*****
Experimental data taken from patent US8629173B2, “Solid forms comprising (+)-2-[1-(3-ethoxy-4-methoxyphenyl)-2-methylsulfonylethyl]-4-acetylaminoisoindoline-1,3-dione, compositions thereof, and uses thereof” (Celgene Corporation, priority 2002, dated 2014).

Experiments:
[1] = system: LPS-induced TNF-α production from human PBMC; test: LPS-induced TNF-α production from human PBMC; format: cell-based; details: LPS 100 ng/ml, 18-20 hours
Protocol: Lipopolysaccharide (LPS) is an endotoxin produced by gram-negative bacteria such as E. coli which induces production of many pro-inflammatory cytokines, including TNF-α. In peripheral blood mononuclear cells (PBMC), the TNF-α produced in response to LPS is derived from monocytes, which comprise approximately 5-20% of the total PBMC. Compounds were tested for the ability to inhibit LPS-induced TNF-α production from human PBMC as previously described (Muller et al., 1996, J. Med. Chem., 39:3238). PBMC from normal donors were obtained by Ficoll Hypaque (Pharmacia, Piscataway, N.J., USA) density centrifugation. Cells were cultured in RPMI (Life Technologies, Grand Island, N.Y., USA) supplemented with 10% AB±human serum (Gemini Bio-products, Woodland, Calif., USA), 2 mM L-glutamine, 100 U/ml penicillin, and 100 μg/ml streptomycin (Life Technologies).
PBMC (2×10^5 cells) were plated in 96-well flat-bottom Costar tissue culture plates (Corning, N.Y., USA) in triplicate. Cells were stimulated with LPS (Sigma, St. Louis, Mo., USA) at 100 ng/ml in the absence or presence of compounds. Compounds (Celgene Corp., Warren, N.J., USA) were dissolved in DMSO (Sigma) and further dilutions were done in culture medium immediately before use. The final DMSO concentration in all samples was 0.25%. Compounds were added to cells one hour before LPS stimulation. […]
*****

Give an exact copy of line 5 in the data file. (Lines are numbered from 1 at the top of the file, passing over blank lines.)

PBMC (2×10^5 cells) were plated in 96-well flat-bottom Costar tissue culture plates (Corning, N.Y., USA) in triplicate. Cells were stimulated with LPS (Sigma, St. Louis, Mo., USA) at 100 ng/ml in the absence or presence of compounds. Compounds (Celgene Corp., Warren, N.J., USA) were dissolved in DMSO (Sigma) and further dilutions were done in culture medium immediately before use. The final DMSO concentration in all samples was 0.25%. Compounds were added to cells one hour before LPS stimulation. […]